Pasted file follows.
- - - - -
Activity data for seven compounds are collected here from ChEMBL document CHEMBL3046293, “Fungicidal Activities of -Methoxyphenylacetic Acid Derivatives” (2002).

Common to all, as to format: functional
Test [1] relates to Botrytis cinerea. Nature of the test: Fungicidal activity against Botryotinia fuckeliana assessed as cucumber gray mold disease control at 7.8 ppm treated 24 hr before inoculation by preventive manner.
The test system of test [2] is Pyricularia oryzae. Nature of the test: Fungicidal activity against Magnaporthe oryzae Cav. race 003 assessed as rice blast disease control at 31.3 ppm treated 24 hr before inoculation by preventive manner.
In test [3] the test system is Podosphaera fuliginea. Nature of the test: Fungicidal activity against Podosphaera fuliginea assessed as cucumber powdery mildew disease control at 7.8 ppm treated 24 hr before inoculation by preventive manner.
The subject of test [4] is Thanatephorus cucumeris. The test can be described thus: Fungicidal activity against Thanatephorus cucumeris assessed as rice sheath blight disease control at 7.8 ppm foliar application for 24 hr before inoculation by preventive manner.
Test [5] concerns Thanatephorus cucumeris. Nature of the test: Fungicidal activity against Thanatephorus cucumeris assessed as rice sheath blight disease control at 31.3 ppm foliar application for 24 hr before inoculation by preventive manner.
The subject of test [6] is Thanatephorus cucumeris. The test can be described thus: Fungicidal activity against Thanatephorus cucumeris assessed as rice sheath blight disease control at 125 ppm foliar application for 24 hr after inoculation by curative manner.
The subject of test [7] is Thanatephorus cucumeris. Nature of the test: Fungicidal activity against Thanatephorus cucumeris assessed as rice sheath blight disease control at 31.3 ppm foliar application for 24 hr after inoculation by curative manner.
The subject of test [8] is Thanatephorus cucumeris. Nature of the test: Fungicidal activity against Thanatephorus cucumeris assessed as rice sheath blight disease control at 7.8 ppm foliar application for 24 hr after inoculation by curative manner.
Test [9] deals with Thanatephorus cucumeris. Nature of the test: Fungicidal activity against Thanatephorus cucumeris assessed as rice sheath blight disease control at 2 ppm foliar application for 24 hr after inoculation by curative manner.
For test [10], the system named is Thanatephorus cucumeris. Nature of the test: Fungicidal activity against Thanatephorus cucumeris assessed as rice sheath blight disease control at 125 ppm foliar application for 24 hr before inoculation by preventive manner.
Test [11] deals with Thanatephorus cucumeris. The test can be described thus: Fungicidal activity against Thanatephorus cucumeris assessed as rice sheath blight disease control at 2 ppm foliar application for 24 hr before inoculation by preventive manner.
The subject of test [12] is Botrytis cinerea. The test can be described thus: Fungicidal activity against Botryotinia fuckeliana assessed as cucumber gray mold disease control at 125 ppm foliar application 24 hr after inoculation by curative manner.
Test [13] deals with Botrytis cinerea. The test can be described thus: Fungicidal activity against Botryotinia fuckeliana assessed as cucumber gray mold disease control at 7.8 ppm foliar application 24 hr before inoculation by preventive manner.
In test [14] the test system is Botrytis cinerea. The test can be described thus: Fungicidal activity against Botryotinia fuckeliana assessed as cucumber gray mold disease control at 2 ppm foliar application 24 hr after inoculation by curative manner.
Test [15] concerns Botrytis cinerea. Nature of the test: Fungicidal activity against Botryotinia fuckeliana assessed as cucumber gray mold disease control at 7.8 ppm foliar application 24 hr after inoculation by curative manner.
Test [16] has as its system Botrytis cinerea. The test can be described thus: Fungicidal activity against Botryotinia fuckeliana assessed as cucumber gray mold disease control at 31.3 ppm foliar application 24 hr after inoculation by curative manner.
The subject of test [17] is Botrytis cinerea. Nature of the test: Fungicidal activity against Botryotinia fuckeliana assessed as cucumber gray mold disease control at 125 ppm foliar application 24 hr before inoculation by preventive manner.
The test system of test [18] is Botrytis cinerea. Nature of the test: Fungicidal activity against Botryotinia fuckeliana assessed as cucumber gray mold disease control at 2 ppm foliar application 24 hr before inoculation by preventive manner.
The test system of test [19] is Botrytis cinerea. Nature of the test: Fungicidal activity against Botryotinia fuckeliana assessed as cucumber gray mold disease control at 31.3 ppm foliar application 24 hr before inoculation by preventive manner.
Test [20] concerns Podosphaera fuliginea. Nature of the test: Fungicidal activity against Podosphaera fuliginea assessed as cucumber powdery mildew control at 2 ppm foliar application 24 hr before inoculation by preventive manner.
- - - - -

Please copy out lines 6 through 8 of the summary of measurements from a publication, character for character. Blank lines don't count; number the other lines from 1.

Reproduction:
The subject of test [4] is Thanatephorus cucumeris. The test can be described thus: Fungicidal activity against Thanatephorus cucumeris assessed as rice sheath blight disease control at 7.8 ppm foliar application for 24 hr before inoculation by preventive manner.
Test [5] concerns Thanatephorus cucumeris. Nature of the test: Fungicidal activity against Thanatephorus cucumeris assessed as rice sheath blight disease control at 31.3 ppm foliar application for 24 hr before inoculation by preventive manner.
The subject of test [6] is Thanatephorus cucumeris. The test can be described thus: Fungicidal activity against Thanatephorus cucumeris assessed as rice sheath blight disease control at 125 ppm foliar application for 24 hr after inoculation by curative manner.